A few weeks ago Portlander Lauren Morse contacted me to see if I might put something up about Portland Growers Alliance, a marketing collective for the farmers of Mercy Corps Northwest's Agriculture Project in conjunction with Grow Portland.
I'm a big fan of this Mercy Corps Northwest project and, in fact, I've written about it in the past for the Portland Tribune and on this blog. So, I said, of course, but why don't you write something and I'll put it up since I'm clearly not the expert. (Lauren also wrote a more personal blog post about Portland Growers Alliance here if you want to learn more.) Without further ado, here are some thoughts and photos from Lauren Morse, lead marketer for Portland Growers Alliance...
As a consumer, do you ever feel overwhelmed by the abundance of smells and sounds at Portland's bustling farmers markets? Imagine being a farmer there. Many shoppers do not realize the underlying steps required to orchestrate these markets. Farmers must reserve a stall, arrange transportation to the market, and communicate with customers. For many emerging farmers in the Pacific Northwest these simple steps are an impassable barrier.
The Growers Alliance is a new marketing collective designed to help emerging farmers succeed. It was founded in 2010 as a partnership between Mercy Corps Northwest’s Agriculture Project and Grow Portland.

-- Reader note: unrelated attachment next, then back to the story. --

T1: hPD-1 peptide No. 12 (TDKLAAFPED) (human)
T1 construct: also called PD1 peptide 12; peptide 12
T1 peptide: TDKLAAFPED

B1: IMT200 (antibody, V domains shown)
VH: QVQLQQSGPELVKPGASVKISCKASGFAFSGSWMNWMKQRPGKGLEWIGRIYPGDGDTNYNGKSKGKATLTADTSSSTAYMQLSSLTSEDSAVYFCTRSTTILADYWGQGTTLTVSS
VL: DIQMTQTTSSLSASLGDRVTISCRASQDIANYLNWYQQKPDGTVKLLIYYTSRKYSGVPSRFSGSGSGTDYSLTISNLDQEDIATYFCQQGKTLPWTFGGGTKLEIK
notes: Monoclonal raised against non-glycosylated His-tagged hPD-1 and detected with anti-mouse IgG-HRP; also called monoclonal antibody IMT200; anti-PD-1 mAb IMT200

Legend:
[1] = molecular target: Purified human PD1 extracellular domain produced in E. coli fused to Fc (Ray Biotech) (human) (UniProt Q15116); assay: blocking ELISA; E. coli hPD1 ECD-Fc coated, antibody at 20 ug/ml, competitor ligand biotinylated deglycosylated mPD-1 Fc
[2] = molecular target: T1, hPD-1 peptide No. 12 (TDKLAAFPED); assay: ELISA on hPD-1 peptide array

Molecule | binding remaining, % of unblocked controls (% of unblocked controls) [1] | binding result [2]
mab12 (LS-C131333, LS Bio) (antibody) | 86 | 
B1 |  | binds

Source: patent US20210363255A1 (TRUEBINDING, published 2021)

Mercy Corps Northwest’s Agriculture Project provides refugees, immigrants, and new American growers with the access to land and supplies needed to begin market gardens. Grow Portland teams with Mercy Corps Northwest to provide the trucking and marketing services for growers to sell their produce locally. All growers are welcome to volunteer at markets and CSA pick-ups, but the Growers Alliance relies on its lead American growers to do the bulk of produce marketing.
An increasing number of growers in the Pacific Northwest are immigrants, refugees, or beginning American farmers. Though they make up a necessary component of local agriculture, these growers often lack the English skills, business training, or access to trucking necessary to sell their produce to direct markets. (Direct markets refer to any sales that occur directly between the grower and the consumer.) Selling through direct markets, however, guarantees that growers will get the best price for their product. But what if you lack the English skills to communicate with consumers? Or what if your individual plot is too small to have your own CSA or farmers market stand? This is where the Portland Growers Alliance steps in.
This year the Alliance is composed of Nepalese, Bhutanese, Slavic, Burmese, Somali, and American growers. Though their individual plots are less than an acre each, collectively they are able to sell produce through a Community Supported Agriculture (CSA) program, two Portland Farmers Markets (Saturday at PSU and Monday at Pioneer Square), and a few local restaurants. Visit the Growers Alliance webpage to learn how you can support these growers.
Most important to their marketing efforts is recruiting members for fall CSA shares. Fall shares run for 14 weeks from late August through November. Members can pick up at Mercy Corps Northwest in Old Town/Chinatown or the Warehouse Café in Southeast's Brooklyn neighborhood. Sign up here! Contact Lauren for more information at lmorse at growportland dot org or 503.858.0216.